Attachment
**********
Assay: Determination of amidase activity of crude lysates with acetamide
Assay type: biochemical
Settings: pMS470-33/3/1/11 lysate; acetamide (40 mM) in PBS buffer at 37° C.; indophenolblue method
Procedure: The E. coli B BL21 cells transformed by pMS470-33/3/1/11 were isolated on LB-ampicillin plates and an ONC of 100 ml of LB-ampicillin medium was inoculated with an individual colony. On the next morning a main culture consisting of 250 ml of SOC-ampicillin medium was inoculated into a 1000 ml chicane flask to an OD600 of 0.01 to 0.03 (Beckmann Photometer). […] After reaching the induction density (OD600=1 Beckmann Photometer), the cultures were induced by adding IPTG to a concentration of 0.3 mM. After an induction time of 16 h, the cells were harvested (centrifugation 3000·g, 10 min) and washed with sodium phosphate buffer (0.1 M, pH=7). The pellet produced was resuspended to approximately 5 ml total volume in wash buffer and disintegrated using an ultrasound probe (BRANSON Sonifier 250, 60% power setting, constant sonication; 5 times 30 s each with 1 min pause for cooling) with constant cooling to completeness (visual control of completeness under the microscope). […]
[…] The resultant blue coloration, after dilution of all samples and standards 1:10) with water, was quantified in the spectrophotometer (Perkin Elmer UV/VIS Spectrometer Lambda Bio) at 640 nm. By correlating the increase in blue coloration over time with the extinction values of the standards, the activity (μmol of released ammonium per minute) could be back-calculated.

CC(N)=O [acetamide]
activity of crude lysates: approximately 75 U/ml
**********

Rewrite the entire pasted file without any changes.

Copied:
Assay: Determination of amidase activity of crude lysates with acetamide
Assay type: biochemical
Settings: pMS470-33/3/1/11 lysate; acetamide (40 mM) in PBS buffer at 37° C.; indophenolblue method
Procedure: The E. coli B BL21 cells transformed by pMS470-33/3/1/11 were isolated on LB-ampicillin plates and an ONC of 100 ml of LB-ampicillin medium was inoculated with an individual colony. On the next morning a main culture consisting of 250 ml of SOC-ampicillin medium was inoculated into a 1000 ml chicane flask to an OD600 of 0.01 to 0.03 (Beckmann Photometer). […] After reaching the induction density (OD600=1 Beckmann Photometer), the cultures were induced by adding IPTG to a concentration of 0.3 mM. After an induction time of 16 h, the cells were harvested (centrifugation 3000·g, 10 min) and washed with sodium phosphate buffer (0.1 M, pH=7). The pellet produced was resuspended to approximately 5 ml total volume in wash buffer and disintegrated using an ultrasound probe (BRANSON Sonifier 250, 60% power setting, constant sonication; 5 times 30 s each with 1 min pause for cooling) with constant cooling to completeness (visual control of completeness under the microscope). […]
[…] The resultant blue coloration, after dilution of all samples and standards 1:10) with water, was quantified in the spectrophotometer (Perkin Elmer UV/VIS Spectrometer Lambda Bio) at 640 nm. By correlating the increase in blue coloration over time with the extinction values of the standards, the activity (μmol of released ammonium per minute) could be back-calculated.

CC(N)=O [acetamide]
activity of crude lysates: approximately 75 U/ml